Strengthening mental health and research training in Sub-Saharan Africa (SMART Africa): Uganda study protocol

Fred M. Ssewamala, Ozge Sensoy Bahar, Mary M. McKay, Kimberly Hoagwood, Keng Yen Huang, Beverly Pringle

Research output: Contribution to journalArticlepeer-review


Background: Children in Sub-Saharan Africa (SSA) comprise half of the total regional population, yet existing mental health services are severely under-equipped to meet their needs. Although effective interventions for the treatment of disruptive behavioral disorders (DBDs) in youth have been tested in high-poverty and high-stress communities in developed countries, and are relevant for widespread dissemination in low- and middle-income countries (LMICs), most of these evidence-based practices (EBPs) have not been utilized in SSA, a region heavily impacted by poverty, diseases including HIV/AIDS, and violence. Thus, this paper presents a protocol for a scale-up longitudinal experimental study that uses a mixed-methods, hybrid type II, effectiveness implementation design to test the effectiveness of an EBP, called Multiple Family Group (MFG) aimed at improving child behavioral challenges in Uganda while concurrently examining the multi-level factors that influence uptake, implementation, sustainment, and youth outcomes. Methods: The MFG intervention will be implemented and tested via a longitudinal experimental study conducted across 30 public primary schools located in both semi-urban and rural communities. The schools will be randomly assigned to three study conditions (n = 10 per study condition): (1) MFG delivered by trained family peers; (2) MFG delivered by community health workers; or; (3) comparison: usual care comprising mental health care support materials, bolstered with school support materials. A total of 3000 children (ages 8 to 13 years; grades 2 to 7) and their caregivers (N = 3000 dyads); 60 parent peers, and 60 community health workers will be recruited. Each study condition will comprise of 1000 child-caregiver dyads. Data will be collected at baseline, 8 and 16 weeks, and 6-month follow-up. Discussion: This project is the first to test the effectiveness of the MFG intervention while concurrently examining multi-level factors that influence overall implementation of a family-based intervention provided in schools and aimed at reaching the large child population with mental health service needs in Uganda. Moreover, the study draws upon an EBP that has already been tested for delivery by parent peers and community facilitators, and hence will take advantage of the advancing science behind task-shifting. If successful, the project has great potential to address global child mental health needs. Trial registration:, ID: NCT03081195. Registered on 16 March 2017.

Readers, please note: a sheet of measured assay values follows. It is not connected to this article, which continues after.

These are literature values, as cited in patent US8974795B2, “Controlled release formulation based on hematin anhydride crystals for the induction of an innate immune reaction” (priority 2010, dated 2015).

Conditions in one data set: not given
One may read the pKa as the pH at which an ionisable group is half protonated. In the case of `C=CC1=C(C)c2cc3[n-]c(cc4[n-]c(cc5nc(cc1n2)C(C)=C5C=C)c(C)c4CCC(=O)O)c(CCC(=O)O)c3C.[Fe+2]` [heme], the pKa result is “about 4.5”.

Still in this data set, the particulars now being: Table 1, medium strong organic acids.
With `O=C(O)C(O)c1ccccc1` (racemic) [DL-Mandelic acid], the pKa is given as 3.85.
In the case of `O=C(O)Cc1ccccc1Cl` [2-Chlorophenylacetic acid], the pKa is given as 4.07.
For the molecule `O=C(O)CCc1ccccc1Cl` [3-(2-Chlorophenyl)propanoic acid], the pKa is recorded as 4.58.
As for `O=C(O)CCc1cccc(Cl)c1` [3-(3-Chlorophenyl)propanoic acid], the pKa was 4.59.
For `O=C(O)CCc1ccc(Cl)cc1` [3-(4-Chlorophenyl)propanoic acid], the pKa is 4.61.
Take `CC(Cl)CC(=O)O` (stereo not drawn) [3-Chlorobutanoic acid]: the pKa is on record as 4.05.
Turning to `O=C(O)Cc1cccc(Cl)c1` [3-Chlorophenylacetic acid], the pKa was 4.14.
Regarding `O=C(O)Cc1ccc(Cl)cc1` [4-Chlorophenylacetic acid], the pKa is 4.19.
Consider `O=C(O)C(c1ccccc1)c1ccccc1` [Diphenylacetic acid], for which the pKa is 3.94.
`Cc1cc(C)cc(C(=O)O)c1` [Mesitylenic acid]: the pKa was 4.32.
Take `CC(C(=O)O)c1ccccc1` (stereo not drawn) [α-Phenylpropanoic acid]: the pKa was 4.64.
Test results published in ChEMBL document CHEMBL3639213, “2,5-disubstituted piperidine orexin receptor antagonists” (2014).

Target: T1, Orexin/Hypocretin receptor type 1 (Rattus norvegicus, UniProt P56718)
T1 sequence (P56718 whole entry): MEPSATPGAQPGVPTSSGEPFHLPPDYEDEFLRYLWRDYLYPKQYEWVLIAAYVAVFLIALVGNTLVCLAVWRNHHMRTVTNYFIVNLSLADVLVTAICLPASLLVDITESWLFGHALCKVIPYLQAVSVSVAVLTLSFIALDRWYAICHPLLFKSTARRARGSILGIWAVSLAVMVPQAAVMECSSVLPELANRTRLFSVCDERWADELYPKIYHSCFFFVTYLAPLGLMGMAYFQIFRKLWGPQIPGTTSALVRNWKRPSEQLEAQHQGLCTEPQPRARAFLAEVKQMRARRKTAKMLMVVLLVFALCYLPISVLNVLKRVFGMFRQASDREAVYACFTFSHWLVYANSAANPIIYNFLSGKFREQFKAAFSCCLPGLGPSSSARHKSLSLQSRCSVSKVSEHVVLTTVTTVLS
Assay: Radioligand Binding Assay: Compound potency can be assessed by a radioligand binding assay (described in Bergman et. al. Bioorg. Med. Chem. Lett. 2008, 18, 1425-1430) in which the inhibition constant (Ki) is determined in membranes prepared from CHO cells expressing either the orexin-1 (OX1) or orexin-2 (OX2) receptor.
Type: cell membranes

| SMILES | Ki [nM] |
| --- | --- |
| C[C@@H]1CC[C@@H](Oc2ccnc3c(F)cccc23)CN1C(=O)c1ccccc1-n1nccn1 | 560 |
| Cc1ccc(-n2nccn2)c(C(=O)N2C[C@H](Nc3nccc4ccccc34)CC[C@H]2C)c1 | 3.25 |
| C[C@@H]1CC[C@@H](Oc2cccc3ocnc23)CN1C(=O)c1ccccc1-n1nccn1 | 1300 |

Original languageEnglish (US)
Article number423
Issue number1
StatePublished - Aug 6 2018


  • Child mental health services
  • Evidence-based practice
  • Implementation science
  • Multiple family group interventions

ASJC Scopus subject areas

  • Medicine (miscellaneous)
  • Pharmacology (medical)


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